Cashiers are usually trained on the job. There are usually no formal educational requirements.
Many jobs for cashiers have no specific educational requirements, although some employers prefer applicants with at least a high school diploma. Cashiers should have a basic knowledge of mathematics, because they need to be able to make change and count the money in their registers.
Customer-service skills. Cashiers need to be courteous and friendly when helping customers.
Dexterity. Cashiers constantly use their hands to operate registers and scan purchases.
Listening skills. Cashiers must pay attention to their customers’ questions, instructions, and complaints.
Patience. Cashiers frequently interact with customers who are upset or angry, and the cashiers must be able to remain calm.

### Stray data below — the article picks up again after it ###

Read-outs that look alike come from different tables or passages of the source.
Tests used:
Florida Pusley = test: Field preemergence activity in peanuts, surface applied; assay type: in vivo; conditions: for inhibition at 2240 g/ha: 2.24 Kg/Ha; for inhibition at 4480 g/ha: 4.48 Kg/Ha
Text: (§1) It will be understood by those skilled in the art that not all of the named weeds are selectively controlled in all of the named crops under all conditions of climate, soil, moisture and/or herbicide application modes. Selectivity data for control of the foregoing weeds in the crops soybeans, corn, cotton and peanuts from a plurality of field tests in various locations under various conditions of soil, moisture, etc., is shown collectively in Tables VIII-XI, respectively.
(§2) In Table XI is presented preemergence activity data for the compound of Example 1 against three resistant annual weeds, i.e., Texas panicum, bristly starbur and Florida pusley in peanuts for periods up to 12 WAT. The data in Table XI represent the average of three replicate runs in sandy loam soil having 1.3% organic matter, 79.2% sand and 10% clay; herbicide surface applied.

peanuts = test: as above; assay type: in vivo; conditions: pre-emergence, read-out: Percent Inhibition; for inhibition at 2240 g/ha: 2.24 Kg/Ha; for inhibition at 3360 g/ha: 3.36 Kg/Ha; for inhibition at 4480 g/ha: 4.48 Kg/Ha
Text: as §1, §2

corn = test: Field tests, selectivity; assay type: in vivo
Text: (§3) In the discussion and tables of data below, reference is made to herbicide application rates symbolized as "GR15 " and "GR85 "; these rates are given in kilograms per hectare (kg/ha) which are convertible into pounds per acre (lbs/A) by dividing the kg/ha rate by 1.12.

Stamina. Cashiers must be able to stand for long periods.
Cashiers go through a brief training period when they are hired. In small firms, an experienced worker typically trains beginners. In larger businesses, trainees spend time in training classes before being placed at cash registers. During training, new cashiers are taught store policies and procedures and how to operate equipment such as cash registers.
Working as a cashier is often a steppingstone to other careers in retail. For example, with experience, cashiers may become customer service representatives, retail salespersons, or supervisors. Cashiers with at least a high school diploma typically have the best chances for promotion. For more information, see the profiles on customer service representatives and retail sales workers.
Source: Bureau of Labor Statistics, U.S. Department of Labor, Occupational Outlook Handbook, 2012-13 Edition